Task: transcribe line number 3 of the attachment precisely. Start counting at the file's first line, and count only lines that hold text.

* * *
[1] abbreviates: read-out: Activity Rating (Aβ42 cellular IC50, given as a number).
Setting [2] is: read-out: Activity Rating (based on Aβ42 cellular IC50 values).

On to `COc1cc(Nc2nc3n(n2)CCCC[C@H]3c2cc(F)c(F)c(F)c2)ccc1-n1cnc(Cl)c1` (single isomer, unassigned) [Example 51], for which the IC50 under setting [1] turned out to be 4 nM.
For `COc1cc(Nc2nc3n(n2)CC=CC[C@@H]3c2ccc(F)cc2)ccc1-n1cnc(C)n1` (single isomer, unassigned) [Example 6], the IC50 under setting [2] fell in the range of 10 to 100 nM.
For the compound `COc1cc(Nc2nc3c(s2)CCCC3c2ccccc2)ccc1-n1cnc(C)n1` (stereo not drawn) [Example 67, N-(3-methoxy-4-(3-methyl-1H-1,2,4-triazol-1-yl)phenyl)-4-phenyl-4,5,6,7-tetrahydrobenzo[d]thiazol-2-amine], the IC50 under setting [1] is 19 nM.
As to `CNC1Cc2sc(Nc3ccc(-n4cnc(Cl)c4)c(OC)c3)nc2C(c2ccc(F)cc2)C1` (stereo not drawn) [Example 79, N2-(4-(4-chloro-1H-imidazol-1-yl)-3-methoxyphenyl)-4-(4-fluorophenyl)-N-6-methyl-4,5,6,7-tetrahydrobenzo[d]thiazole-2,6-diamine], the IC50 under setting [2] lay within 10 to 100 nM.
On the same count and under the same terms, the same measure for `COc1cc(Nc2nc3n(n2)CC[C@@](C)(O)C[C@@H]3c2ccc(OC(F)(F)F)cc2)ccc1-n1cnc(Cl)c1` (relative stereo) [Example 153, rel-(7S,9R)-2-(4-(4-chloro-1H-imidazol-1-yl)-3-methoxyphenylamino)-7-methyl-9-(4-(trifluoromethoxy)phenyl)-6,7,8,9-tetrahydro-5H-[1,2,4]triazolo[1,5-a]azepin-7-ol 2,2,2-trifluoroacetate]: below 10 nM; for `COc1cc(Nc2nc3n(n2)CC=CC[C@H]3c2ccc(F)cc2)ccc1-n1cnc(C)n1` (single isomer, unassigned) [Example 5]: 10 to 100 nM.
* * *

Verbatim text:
On to `COc1cc(Nc2nc3n(n2)CCCC[C@H]3c2cc(F)c(F)c(F)c2)ccc1-n1cnc(Cl)c1` (single isomer, unassigned) [Example 51], for which the IC50 under setting [1] turned out to be 4 nM.